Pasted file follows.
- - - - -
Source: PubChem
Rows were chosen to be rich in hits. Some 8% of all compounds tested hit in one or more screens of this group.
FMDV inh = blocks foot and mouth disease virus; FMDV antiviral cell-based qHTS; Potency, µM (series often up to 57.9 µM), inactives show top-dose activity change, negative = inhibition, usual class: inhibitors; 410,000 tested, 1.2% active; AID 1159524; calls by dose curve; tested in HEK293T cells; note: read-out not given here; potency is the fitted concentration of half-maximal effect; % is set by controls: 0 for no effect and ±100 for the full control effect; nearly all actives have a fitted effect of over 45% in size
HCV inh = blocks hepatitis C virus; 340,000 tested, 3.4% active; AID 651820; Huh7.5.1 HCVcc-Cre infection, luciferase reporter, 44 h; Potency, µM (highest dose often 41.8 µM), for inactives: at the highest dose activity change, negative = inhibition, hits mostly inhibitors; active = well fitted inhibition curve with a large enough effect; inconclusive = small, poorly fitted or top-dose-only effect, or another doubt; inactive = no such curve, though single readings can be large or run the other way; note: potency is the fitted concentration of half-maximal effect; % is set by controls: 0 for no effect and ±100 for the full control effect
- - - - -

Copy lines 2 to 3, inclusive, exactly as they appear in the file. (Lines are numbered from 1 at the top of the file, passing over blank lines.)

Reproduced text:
Rows were chosen to be rich in hits. Some 8% of all compounds tested hit in one or more screens of this group.
FMDV inh = blocks foot and mouth disease virus; FMDV antiviral cell-based qHTS; Potency, µM (series often up to 57.9 µM), inactives show top-dose activity change, negative = inhibition, usual class: inhibitors; 410,000 tested, 1.2% active; AID 1159524; calls by dose curve; tested in HEK293T cells; note: read-out not given here; potency is the fitted concentration of half-maximal effect; % is set by controls: 0 for no effect and ±100 for the full control effect; nearly all actives have a fitted effect of over 45% in size